Voters in 36 states will also decide on 155 statewide ballot measures (with 13 measures already decided on in earlier elections). Keep an eye on NCSL’s Statewide Ballot Measure Database
for results and see analysis on ballot measures as they are decided on NCSL’s blog
. Pre-election analysis is below.
As of early September 2018, voters have already weighed in on 11 statewide ballot measures, with nine passing and two failing. If those measures foretell November’s results, marijuana will be legalized in more states, redistricting reform will spread, Medicaid will be expanded, infrastructure will be supported and bond measures will stroll into enactment.
Given recent history, however, a citizen initiative has about a 50-50 chance of passage, while legislative referendums hold better odds, at 3-1. But it’s too early to tell just how many measures will end up on ballots this year, how likely any are to pass and what this year’s crop as a whole will mean for state policymaking.
Measures get on the ballot in one of two ways: through a citizen initiative—where citizens have an idea for a statutory or constitutional change, and they gather signatures to get it on the ballot—or through a referral to the ballot from the legislature.
Twenty-six states allow citizens to gather signatures and place measures onto the ballot, while about half of the state legislatures may place statutory laws before voters. In the case of constitutional amendments, almost every legislature must place them before voters, with Delaware the lone exception. For details on the initiative process, visit NCSL’s Initiative, Referendum and Recall webpage.
For the topics below, “LR” refers to legislatively referred measures, “CI” to citizen initiatives, “BI” to bond initiatives and “PR” to popular referendums. Indirect citizen initiatives are listed as “CI.”
So far, many of the usual topics have landed on the ballot somewhere:
- Bond issues in California (five BIs), Colorado (two BIs), Maine (four BIs), New Jersey (one BI), New Mexico (four BIs), Rhode Island (three BIs), and various tax measures in California (two LRs and two CIs), Colorado (two CIs), Florida (two LRs), Georgia (four LRs), Missouri (LR), Montana (LR and CI), Nevada (one LR and one CI), North Carolina (LR), Oklahoma (two LRs), Oregon (two CIs and 1 PR), South Dakota (CI), Utah (three LRs), Virginia (two LRs) and Washington (CI).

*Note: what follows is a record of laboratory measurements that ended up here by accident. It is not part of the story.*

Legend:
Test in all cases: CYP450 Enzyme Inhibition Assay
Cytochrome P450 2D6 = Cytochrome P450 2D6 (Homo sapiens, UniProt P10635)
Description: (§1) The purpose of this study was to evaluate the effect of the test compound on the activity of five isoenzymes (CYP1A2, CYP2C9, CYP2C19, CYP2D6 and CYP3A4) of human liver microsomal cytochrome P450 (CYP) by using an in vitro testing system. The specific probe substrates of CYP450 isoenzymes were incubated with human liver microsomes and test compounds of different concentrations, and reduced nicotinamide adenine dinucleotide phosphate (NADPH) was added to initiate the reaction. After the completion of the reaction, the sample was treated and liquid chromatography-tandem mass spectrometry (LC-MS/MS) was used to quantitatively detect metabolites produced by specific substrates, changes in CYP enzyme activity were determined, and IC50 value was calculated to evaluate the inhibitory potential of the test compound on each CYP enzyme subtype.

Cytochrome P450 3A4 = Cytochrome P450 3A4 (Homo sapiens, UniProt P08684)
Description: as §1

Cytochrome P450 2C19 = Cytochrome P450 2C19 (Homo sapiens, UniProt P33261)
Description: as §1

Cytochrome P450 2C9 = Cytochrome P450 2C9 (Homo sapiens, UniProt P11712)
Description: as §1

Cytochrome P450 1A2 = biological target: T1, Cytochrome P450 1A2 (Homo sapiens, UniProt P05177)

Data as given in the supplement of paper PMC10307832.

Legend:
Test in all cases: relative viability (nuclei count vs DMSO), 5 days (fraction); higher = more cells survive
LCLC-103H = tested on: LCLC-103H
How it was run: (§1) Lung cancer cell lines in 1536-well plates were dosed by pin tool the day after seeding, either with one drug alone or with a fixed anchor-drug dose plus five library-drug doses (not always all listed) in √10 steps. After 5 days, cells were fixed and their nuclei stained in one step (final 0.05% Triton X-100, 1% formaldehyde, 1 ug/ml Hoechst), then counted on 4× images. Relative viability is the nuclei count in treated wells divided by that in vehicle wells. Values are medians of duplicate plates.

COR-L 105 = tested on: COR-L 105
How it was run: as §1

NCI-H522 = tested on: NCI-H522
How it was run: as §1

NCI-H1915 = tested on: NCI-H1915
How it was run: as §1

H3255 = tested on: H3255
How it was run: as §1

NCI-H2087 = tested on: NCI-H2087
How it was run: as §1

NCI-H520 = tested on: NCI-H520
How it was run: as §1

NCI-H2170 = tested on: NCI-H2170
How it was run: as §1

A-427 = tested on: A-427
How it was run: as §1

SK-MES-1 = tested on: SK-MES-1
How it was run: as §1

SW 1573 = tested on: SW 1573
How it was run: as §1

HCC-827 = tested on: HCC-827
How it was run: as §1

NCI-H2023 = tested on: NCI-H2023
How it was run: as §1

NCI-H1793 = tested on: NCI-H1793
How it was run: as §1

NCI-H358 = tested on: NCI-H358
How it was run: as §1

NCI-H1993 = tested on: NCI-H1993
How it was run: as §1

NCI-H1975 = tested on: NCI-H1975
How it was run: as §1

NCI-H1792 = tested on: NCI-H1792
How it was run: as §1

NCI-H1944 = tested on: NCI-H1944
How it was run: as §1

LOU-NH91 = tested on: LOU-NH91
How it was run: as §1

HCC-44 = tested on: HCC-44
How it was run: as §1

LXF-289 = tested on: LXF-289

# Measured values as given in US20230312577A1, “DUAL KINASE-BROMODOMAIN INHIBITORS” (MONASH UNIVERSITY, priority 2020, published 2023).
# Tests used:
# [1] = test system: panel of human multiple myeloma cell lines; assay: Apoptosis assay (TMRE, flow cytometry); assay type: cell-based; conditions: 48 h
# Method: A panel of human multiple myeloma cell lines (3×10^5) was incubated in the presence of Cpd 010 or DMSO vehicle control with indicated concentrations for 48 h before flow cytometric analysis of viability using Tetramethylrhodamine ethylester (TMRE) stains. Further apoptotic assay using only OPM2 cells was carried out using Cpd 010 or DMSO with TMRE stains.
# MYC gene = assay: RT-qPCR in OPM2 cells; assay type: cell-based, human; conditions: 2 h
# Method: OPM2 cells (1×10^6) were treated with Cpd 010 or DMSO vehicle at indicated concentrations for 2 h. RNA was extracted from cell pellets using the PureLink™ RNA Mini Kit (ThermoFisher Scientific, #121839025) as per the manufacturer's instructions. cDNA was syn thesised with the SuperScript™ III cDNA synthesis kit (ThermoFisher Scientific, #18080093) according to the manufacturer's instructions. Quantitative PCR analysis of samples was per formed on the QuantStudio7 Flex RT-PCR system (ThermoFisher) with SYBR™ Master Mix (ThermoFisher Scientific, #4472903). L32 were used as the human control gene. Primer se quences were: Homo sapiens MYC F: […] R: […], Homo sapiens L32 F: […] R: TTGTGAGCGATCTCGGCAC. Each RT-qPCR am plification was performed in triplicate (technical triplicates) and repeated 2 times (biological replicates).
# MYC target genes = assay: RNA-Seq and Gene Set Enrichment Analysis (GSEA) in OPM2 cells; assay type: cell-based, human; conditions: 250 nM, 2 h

- Infrastructure, transportation and energy issues (not counting bonds above) in Arizona (CI), California (two LRs and one CI), Colorado (four CIs), Connecticut (LR), Florida (commission referral), Georgia (two LRs), Louisiana (one LR), Massachusetts (CI), Nevada (two CIs), Oklahoma (LR), Utah (LR) and Washington (CI).
- Gambling in Florida (CI), Idaho (CI), Maryland (LR) and Missouri (LR).
- Public school funding in Arizona (PR), California (CI), Colorado (CI), Georgia (LR), Maryland (LR), Maryland (LR), New Jersey (BI), New Mexico (three BIs), Oklahoma (LR) and Rhode Island (BI).
- Marijuana legalization in Michigan (CI), Oklahoma (CI), North Dakota (CI) and Utah (CI).
- Crime victims bill of rights, also known as Marsy’s law, is at issue in Georgia (LR), Kentucky (LR), Nevada (LR), North Carolina (LR) and Oklahoma (LR), and a measure that revises a previously passed Marsy’s law amendment will appear in South Dakota (LR).
- Expanded full Medicaid in Nebraska (CI), Idaho (CI) and Utah (CI) and expanding funding or removing a planned end date for Medicaid in Oregon (PR) and Montana (CI).
- Minimum wage increases Arkansas (CI), District of Columbia (CI) and Missouri (CI).
Some rarer topics have made it onto statewide ballots:
- Redistricting reform of congressional districts in Colorado (two LRs), Michigan (CI), Missouri (CI), Ohio (LR) and Utah (CI).
- Election-related measures on the re-enfranchisement of convicted felons in Florida (CI).
- Ranked-choice voting in Maine (PR).
- Voter photo ID in Arkansas (LR) and North Carolina (LR).
- Automatic voter registration in Nevada (CI).
- Rules on collecting mail ballots that have been voted in Montana (LR).
- Exemption from sales tax of feminine hygiene products in Nevada (LR).
- Ethics and lobbying issues in Arizona (LR), Florida (commission referral), Missouri (CI), New Mexico (LR), North Carolina (LR), North Dakota (CI) and South Dakota (CI).
- Making it more difficult to raise revenues in Arizona (CI), California (CI), Florida (LR), Oregon (CI) and North Carolina (LR), without including measures on grocery taxes.
And a few of the more hot-button issues are at hand, as well:
- Amendments on restricting abortion rights in Alabama (LR), Oregon (CI) and West Virginia (LR).
- An amendment on placing the Ten Commandments on public property in Alabama (LR).
- A referendum to overturn right-to-work legislation in Missouri (PR).
- A school voucher referendum in Arizona (PR).
- A referendum to repeal a law prohibiting discrimination based on gender identity in Massachusetts (PR).
- Payday lending regulation in Colorado (CI).
- Two semi-competing measures on hydraulic fracturing mining in Colorado (two CIs).
- Gun control or gun safety in Washington (CI).
- Rules for police for use of force in Washington (CI).
- Enforcement of federal immigration laws by local law enforcement in Oregon (CI).